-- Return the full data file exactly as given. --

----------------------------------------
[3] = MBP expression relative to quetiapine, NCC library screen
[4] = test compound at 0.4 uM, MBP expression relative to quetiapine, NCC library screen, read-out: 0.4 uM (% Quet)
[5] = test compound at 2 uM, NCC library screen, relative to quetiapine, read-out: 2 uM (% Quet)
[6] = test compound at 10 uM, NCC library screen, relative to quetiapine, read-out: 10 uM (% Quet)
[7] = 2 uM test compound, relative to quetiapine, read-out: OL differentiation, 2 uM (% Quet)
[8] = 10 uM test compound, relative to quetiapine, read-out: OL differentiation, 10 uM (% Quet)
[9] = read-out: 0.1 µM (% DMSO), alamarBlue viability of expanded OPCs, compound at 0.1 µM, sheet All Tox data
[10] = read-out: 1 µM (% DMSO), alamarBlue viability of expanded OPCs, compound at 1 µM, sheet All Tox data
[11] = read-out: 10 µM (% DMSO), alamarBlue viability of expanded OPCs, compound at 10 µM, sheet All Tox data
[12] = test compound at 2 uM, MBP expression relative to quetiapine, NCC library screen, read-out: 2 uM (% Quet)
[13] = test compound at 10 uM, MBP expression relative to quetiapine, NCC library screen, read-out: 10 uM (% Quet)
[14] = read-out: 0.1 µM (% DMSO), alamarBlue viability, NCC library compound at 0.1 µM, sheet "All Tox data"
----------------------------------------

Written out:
[3] = MBP expression relative to quetiapine, NCC library screen
[4] = test compound at 0.4 uM, MBP expression relative to quetiapine, NCC library screen, read-out: 0.4 uM (% Quet)
[5] = test compound at 2 uM, NCC library screen, relative to quetiapine, read-out: 2 uM (% Quet)
[6] = test compound at 10 uM, NCC library screen, relative to quetiapine, read-out: 10 uM (% Quet)
[7] = 2 uM test compound, relative to quetiapine, read-out: OL differentiation, 2 uM (% Quet)
[8] = 10 uM test compound, relative to quetiapine, read-out: OL differentiation, 10 uM (% Quet)
[9] = read-out: 0.1 µM (% DMSO), alamarBlue viability of expanded OPCs, compound at 0.1 µM, sheet All Tox data
[10] = read-out: 1 µM (% DMSO), alamarBlue viability of expanded OPCs, compound at 1 µM, sheet All Tox data
[11] = read-out: 10 µM (% DMSO), alamarBlue viability of expanded OPCs, compound at 10 µM, sheet All Tox data
[12] = test compound at 2 uM, MBP expression relative to quetiapine, NCC library screen, read-out: 2 uM (% Quet)
[13] = test compound at 10 uM, MBP expression relative to quetiapine, NCC library screen, read-out: 10 uM (% Quet)
[14] = read-out: 0.1 µM (% DMSO), alamarBlue viability, NCC library compound at 0.1 µM, sheet "All Tox data"